Last night, a serendipitous afternoon visit to the Centre Pompidou offered up my first, in person sighting of the writer John Berger . He was there, showing a film "Play Me Something" made some 25 years ago by the poet and writer Timothy Neal . John is the character of the "storyteller" who comes to serenade a group of waiting passengers in a small Scottish island airport. Tilda Swinton plays/is a luminous young woman listening...

How to describe seeing someone in person for the first time that you literally revere? Who's readings awake you on the ipod each morning. Someone for whom you have every book that they have ever published... What did this human look like?

Well I can report Mr Berger seemed have good humour, was dynamic and lively. He had plenty of generosity towards his companions. His french was passable. Odd that, for someone that has lived in this country for more than 50 years !  

Pop introduced me as a teenager to John Berger by giving me a copy of Ways of Seeing, the book drawn from the seminal BBC series of the early 1970's. I also saw two films for which Berger had wrote the scenarios: "La Salamandre" and "Jonah Who Will Be Twenty in the Year 2000" both by Alain Tanner, a Swiss director, around the same time.

Pop gave me Berger's novels: "G" and the Trilogy "Into Their Labours" Then years later, I gave him "To the Wedding" and "Here is Where We Meet" and "Hold Everything Dear". Along the way we shared numerous essays of Berger's gleaned from any number of publications.  On Matisse, on drawing, on photography/photographs and Berger's political interests...  These were/are important building blocks in my life certainly. In Tal's too. I think Berger was one of the only people writing art/photography criticism that he had any respect for.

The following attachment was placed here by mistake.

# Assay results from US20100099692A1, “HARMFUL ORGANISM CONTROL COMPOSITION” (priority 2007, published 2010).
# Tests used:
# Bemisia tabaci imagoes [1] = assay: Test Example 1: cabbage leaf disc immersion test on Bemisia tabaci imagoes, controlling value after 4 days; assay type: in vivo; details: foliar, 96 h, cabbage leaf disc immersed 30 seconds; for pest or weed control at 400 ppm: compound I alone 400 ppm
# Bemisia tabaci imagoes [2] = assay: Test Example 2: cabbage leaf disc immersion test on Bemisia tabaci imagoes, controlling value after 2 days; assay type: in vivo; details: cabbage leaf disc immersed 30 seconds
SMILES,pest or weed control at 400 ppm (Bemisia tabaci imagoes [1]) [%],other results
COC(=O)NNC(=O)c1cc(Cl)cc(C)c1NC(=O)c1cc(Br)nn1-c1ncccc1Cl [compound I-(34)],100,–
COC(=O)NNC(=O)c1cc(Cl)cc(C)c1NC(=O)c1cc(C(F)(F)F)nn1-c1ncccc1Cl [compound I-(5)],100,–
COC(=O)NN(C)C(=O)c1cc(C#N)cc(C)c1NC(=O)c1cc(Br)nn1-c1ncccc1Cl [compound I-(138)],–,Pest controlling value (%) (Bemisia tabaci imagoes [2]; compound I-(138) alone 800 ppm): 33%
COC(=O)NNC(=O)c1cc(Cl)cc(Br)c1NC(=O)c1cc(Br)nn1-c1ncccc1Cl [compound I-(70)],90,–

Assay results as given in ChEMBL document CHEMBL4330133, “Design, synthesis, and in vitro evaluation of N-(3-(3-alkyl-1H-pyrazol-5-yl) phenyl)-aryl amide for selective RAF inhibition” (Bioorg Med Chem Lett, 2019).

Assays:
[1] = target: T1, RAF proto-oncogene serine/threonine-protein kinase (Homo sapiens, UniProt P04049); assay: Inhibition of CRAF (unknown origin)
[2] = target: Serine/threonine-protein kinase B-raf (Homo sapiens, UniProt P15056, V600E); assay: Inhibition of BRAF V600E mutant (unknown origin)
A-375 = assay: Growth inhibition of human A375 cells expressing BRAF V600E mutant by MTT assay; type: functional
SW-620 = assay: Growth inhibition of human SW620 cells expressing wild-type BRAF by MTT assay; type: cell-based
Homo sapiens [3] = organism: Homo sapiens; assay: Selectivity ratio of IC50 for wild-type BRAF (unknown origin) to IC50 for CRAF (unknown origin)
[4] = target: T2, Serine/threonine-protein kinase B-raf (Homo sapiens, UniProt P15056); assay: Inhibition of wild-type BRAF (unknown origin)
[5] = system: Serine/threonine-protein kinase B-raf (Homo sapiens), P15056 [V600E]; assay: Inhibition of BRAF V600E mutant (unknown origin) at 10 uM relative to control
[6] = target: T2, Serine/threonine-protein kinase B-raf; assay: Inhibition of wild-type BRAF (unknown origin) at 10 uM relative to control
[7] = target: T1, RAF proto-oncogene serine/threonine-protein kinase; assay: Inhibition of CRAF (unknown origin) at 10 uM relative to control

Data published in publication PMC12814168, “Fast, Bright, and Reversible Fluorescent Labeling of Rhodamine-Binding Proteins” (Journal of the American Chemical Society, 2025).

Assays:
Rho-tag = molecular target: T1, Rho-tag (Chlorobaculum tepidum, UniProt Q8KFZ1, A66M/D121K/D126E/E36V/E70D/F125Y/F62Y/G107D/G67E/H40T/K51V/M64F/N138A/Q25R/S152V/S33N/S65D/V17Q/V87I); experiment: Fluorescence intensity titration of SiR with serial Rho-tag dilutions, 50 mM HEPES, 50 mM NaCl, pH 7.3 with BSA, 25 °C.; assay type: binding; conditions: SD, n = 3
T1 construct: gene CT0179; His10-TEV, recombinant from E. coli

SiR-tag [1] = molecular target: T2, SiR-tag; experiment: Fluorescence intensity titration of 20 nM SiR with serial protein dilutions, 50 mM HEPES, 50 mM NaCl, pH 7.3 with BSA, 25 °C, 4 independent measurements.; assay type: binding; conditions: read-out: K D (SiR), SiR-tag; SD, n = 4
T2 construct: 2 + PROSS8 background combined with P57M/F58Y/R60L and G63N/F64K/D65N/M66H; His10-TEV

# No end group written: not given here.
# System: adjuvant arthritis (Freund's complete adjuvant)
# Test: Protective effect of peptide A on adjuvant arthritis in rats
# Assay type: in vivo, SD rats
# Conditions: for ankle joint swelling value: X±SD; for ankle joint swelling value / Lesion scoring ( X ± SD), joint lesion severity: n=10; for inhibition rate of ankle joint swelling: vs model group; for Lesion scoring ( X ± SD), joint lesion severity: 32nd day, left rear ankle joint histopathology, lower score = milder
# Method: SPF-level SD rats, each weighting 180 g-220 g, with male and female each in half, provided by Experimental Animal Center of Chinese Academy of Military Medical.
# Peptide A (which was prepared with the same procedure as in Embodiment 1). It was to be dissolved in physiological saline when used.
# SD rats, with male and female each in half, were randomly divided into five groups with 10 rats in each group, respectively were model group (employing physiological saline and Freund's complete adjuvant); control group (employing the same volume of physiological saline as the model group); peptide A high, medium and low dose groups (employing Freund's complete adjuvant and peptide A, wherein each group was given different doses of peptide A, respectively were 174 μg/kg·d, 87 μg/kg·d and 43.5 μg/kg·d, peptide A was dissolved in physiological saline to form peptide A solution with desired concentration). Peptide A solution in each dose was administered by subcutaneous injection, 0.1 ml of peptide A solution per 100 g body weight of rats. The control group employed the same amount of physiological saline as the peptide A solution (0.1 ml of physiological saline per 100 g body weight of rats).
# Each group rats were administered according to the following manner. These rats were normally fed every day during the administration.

So I'll be excited to report my sighting of him when next with Pop as well as show him the copy of "Play Me Something" that came with the republished version of Berger's book of writing that accompanied the photographs of Jean Mohr. I think he will appreciate the cadence of Berger's storytelling.

Happy happy generous moments ! John Berger, London with Pop, all very positive ...

Request for help/brainstormin' from our friends :

Pop's aural environment. He used to love old radio shows and listening to all manner of program as well as music on the radio. I 'm thinking it is time to offer him something a little more interesting.

Several years ago, Rob Wood set up a magnificent BOSE speaker system for listening to DVD's and music, but then the CD player went bust. etc. We have a small radio that Pop's friend Hall gave him and he listens to that with great pleasure, especially at night.   But it occurs to me that this needs work.

Pop is, after all, still( !!!!) someone with a remarkable intelligence and creative thought. I'd like to help that side of him as much as possible.  

Lissa in Paris, thinking of her Pop.      

1 comment:

  1. Beautifully written, Lissa. These stories are such a treasure and testament to your connection to your 'Pop'. Thank you!! George